List list = new ArrayList();
list.add(new AnythingYouWant();

And the following is also possible:

List<![CDATA[ list = new ArrayList(); List otherList = list; That way, what is returned from methods that returns a parameterized collection can safely be assigned to a "raw" old style collection. Better yet, the following also yields true: List stringList = new ArrayList(); List integerList = new ArrayList]]>();

return stringList.getClass() == integerList.getClass();

So I think generics adoption can happens at the pace you want. You can slowly change parts of your program while the rest of it will happily accepts what you changed.

By the way, I'm not just guessing: the above statements are based on the JSR-14 public review specification document. Everything I said above is stated in the specification as well.

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I could see a need for some Generics based intentions as well, i.e. notice
that you're creating a List foo = new List(); list.add( new Integer());
and suggest changing it to List<Integer>. Would have to be quite smart
thou...


We plan to implement another feature - something like "Convert to use of
Generics". It will run on your project (or only selected package/file) and
try to convert it from using non-parametrized collections into parametrized
ones. Would you find it useful?

--
Valentin Kipiatkov
JetBrains, Inc
http://www.intellij.com
"Develop with pleasure!"

"Mark Derricutt" <pinhead@satinism.org> wrote in message
news:pan.2003.05.13.06.40.21.867202@satinism.org...

On Mon, 12 May 2003 22:39:13 +0400, Dmitry Lomov wrote:

>

Generics affect many things - code insight, refactorings, intentions,
generation (Alt+Ins), to name a few - and we really need the community
opinion and ideas on how to integrate generics nicely into all that...

>

I could see a need for some Generics based intentions as well, i.e. notice
that you're creating a List foo = new List(); list.add( new Integer());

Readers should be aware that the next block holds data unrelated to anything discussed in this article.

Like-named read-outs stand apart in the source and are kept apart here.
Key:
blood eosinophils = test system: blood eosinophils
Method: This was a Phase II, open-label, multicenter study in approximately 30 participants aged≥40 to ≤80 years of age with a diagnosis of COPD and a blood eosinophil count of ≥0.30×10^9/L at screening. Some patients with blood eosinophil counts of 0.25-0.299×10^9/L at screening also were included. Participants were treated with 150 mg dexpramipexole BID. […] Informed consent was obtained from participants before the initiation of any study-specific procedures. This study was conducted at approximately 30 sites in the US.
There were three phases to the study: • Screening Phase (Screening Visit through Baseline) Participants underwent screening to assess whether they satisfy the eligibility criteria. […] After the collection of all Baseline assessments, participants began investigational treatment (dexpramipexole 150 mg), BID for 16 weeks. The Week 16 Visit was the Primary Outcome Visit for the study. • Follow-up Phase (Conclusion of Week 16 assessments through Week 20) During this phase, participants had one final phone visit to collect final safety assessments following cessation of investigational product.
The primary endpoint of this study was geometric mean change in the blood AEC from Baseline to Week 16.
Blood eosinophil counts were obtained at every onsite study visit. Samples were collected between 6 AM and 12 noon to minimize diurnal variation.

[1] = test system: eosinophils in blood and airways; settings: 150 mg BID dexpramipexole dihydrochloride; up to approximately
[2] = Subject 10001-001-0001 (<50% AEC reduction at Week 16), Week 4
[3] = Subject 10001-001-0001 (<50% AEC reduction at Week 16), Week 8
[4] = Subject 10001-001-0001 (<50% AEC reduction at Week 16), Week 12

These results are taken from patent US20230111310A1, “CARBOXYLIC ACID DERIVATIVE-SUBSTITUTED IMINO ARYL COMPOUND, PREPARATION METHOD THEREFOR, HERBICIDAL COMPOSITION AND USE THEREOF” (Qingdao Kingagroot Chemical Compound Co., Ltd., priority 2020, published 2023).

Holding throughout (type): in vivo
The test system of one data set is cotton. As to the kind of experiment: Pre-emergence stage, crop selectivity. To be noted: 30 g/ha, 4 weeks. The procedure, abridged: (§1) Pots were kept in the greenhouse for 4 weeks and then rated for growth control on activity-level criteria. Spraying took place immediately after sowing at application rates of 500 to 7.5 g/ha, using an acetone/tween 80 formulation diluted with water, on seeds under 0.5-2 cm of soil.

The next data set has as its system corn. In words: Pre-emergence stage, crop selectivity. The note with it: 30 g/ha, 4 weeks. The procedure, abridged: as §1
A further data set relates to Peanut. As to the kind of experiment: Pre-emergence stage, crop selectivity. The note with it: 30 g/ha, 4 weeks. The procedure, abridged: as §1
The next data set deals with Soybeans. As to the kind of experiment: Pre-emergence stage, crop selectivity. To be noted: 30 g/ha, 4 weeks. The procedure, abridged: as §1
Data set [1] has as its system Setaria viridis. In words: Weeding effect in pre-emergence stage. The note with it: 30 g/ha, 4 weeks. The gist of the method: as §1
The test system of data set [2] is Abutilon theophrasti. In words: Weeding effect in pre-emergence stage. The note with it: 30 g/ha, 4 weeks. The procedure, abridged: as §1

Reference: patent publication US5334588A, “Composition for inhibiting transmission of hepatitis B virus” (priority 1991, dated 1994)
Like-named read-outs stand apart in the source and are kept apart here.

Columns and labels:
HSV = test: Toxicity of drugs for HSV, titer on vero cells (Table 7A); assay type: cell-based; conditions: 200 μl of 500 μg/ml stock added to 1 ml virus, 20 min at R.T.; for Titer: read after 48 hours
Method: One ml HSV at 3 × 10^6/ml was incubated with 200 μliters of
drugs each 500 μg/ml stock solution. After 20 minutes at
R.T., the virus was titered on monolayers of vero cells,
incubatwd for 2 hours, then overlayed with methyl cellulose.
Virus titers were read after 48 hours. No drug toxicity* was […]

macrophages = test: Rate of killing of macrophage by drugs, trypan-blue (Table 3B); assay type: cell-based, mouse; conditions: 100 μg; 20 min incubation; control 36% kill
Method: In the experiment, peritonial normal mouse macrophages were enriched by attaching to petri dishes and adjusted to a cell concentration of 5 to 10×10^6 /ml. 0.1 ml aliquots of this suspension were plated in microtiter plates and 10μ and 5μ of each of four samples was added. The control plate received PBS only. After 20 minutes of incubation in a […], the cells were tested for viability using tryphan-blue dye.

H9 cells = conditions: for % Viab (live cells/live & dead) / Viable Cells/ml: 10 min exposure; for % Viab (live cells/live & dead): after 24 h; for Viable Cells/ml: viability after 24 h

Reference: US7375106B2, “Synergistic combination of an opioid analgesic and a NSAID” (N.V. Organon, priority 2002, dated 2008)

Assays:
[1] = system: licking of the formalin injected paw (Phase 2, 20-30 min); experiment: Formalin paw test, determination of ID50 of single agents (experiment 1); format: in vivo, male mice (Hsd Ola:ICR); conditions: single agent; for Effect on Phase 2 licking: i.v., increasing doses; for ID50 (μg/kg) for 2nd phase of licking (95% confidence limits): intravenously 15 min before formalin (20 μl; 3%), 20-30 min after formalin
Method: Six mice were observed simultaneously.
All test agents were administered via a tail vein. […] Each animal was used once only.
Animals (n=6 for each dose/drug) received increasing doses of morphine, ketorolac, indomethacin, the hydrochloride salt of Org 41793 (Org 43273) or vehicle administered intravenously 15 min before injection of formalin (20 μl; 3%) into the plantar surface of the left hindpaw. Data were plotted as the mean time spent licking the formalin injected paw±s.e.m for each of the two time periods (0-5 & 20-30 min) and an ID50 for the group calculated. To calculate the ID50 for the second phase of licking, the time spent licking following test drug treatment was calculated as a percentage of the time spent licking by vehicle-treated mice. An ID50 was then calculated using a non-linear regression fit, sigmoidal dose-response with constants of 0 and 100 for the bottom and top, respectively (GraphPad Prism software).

and suggest changing it to List<Integer>. Would have to be quite smart
thou...

>
>

--
...turn to the light - don't be frightened by the shadows it creates,
...turn to the light - turning away could be a terrible mistake
...dream theater - the great debate

>


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Valentin Kipiatkov wrote:
>>I could see a need for some Generics based intentions as well, i.e. notice
>>that you're creating a List foo = new List(); list.add( new Integer());
>>and suggest changing it to List<![CDATA[. Would have to be quite smart >>]]>thou...


We plan to implement another feature - something like "Convert to use of
Generics". It will run on your project (or only selected package/file) and
try to convert it from using non-parametrized collections into parametrized
ones. Would you find it useful?


Sounds interesting, a sort of automatic generics refactoring. Aren't you
guys going to let us do any repetitive/tedious programming anymore? ;)

Jon

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Ok, ok I got it. I don't really remember how I got on this trip.
I did read the specification, but I somehow missed or forgot about the raw types,
and came to a wrong conclusion.

Sorry for spreading wrong rumors. :(

Sascha

"Marcus Brito" <pazu@animegaiden.com.br> wrote:

Yes, fortunatelly you ARE wrong. The old syntax is still valid. Not only that, but the

generics-aware collections can still interact with non generic-aware code. That way, the following
statement is still valid;
>

List list = new ArrayList();
list.add(new AnythingYouWant();

>

And the following is also possible:

>

List<String> list = new ArrayList<String>();
List otherList = list;

>

That way, what is returned from methods that returns a parameterized collection can safely be